Landmark is back at heart of community

Nicholas Tower and Dreel Halls in Anstruther (SSFM 0214003 picture by Neil Doig)
Nicholas Tower and Dreel Halls in Anstruther (SSFM 0214003 picture by Neil Doig)
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As historic landmarks go, Anstruther Wester Town Hall, Hew Scott Hall and St Nicholas Tower had become more of an eyesore than beacons of civic pride.

Tucked up next to each other on the tight bend of the High Street on the edge of the Dreel Burn, the fabric of the buildings was dire, with the 500-year-old tower in particular sadly dilapidated, and long since little more than a three-storey pigeon coop.

Now, however, after extensive conservation work, including a distinctive traditional lime render, the buildings are back in action as a hub for community.

While a restored clock now chimes out the hours, the weather vane of a salmon – reflecting the Anstruther Wester burgh emblem – is glistening again atop the tower.

Access has also been reclaimed to the rooms in the tower, whose past is thought to have included use as schoolrooms and a jail, as well as the parapet, with its stunning views across the burgh and harbour.

A new addition is a poem – ‘In Anster’ – penned by Scottish writer Andrew Greig, which has been carved into the side wall – a fitting tribute to the buildings and his parents, who were both former presidents of the association and very active in the community.

Along with the new look is a new name – the Dreel Halls – and a weekend of celebrations kicks off on Friday to mark the grand opening.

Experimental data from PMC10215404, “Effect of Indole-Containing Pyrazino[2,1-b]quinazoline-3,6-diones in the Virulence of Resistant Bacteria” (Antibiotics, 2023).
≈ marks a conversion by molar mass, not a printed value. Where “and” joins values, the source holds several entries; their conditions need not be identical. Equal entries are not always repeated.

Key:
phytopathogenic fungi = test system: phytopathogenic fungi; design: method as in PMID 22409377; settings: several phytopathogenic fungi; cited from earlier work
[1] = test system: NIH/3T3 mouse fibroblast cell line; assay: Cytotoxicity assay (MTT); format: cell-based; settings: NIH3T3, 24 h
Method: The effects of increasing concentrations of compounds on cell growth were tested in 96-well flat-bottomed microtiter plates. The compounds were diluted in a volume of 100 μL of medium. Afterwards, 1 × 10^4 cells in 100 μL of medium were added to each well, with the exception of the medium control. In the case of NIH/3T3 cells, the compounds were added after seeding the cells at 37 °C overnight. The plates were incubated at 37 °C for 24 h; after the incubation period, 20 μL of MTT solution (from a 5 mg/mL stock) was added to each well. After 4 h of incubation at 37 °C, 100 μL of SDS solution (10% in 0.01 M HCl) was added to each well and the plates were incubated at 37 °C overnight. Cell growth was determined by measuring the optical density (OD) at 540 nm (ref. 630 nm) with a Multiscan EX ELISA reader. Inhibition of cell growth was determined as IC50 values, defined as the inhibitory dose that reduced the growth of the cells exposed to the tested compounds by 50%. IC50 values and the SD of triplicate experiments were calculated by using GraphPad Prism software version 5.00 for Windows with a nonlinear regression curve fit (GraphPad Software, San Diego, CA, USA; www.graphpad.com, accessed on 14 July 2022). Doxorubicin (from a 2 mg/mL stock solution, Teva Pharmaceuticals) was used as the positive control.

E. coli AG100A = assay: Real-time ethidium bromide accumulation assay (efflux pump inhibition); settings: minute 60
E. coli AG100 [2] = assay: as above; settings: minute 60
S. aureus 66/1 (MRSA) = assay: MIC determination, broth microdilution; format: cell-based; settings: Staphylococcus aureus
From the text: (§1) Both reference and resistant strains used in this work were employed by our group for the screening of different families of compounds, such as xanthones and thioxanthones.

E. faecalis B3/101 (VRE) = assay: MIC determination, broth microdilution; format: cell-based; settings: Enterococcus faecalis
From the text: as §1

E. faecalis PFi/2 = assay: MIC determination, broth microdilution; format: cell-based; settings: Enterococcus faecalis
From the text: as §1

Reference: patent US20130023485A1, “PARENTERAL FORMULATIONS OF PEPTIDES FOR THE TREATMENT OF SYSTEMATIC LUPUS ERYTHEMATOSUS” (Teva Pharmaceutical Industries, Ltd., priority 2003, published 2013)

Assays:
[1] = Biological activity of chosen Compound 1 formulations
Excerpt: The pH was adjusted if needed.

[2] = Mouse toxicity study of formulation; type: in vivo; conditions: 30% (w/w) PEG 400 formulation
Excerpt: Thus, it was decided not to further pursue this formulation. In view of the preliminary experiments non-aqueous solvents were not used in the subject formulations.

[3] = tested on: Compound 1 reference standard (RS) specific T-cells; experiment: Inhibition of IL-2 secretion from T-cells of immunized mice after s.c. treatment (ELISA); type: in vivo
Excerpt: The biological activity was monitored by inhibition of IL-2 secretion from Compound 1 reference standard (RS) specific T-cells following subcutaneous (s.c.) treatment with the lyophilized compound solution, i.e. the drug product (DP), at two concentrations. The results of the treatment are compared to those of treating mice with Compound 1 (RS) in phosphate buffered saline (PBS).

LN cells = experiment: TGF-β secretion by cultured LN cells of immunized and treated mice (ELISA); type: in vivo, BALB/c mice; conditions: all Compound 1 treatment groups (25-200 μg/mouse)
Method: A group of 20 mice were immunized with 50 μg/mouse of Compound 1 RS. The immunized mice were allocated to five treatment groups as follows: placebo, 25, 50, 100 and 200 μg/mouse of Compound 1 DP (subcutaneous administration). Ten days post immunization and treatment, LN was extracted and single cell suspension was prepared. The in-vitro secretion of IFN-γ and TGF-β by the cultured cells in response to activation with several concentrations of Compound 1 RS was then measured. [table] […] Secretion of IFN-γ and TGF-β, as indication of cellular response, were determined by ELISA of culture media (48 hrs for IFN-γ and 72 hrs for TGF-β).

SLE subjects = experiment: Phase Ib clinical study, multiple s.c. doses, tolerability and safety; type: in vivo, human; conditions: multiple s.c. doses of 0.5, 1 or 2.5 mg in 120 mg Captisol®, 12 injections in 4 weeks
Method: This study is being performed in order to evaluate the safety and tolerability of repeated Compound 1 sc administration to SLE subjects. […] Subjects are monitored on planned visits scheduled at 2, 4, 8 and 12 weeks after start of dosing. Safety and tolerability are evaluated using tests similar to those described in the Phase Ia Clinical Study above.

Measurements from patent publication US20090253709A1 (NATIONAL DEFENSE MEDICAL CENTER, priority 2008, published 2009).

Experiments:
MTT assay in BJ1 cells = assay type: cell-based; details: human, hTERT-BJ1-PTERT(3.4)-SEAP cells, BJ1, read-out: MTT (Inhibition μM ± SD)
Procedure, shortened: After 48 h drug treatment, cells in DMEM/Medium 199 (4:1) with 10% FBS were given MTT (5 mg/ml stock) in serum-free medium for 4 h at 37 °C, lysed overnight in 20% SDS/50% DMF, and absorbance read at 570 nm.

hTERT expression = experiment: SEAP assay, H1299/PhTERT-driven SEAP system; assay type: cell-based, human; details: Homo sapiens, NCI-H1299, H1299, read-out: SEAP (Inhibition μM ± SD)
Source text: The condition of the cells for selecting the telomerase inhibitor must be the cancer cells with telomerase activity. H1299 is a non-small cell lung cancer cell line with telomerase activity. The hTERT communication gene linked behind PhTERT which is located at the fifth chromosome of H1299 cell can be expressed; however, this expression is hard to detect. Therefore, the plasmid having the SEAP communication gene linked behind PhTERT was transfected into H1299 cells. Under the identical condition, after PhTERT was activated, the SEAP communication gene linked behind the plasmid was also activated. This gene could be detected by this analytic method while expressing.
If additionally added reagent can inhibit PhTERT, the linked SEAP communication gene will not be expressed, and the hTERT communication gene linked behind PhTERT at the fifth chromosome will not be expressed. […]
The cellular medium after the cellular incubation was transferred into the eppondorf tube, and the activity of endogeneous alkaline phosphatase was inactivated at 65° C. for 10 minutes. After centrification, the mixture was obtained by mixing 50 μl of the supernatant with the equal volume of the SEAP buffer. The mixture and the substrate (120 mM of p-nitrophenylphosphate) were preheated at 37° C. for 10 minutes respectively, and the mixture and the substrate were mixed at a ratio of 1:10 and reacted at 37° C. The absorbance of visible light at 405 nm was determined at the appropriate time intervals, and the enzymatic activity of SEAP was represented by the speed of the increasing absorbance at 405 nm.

Getting to this point has been a Herculean task driven by Anstruther Improvements Association, which undertook the massive £700,000 fundraising campaign to save the buildings, complicated by ownership being shared by Fife Council and the Church of Scotland.

While the render, which incorporates crushed shells and is what is thought to have originally covered the buildings, has unified the look of the halls, an opening has been created inside to allow access between the two halls for the first time.

This has created a versatile community complex, with the two venues on split levels.

The celebrations get under way with an official opening on Friday followed by a party in the Lower Hall, with live music from King Creosote and an auction of original postcard art.

During the day on Saturday there is a craft and coffee event, with home baking, and a local craft exhibition, with a ‘retro games’ party in the afternoon in the upper hall.

In the evening, there will be a ceilidh with the Billy Anderson Band and the musical theme continues on Sunday with Anstruther Philharmonic and the St Monans Community Choir.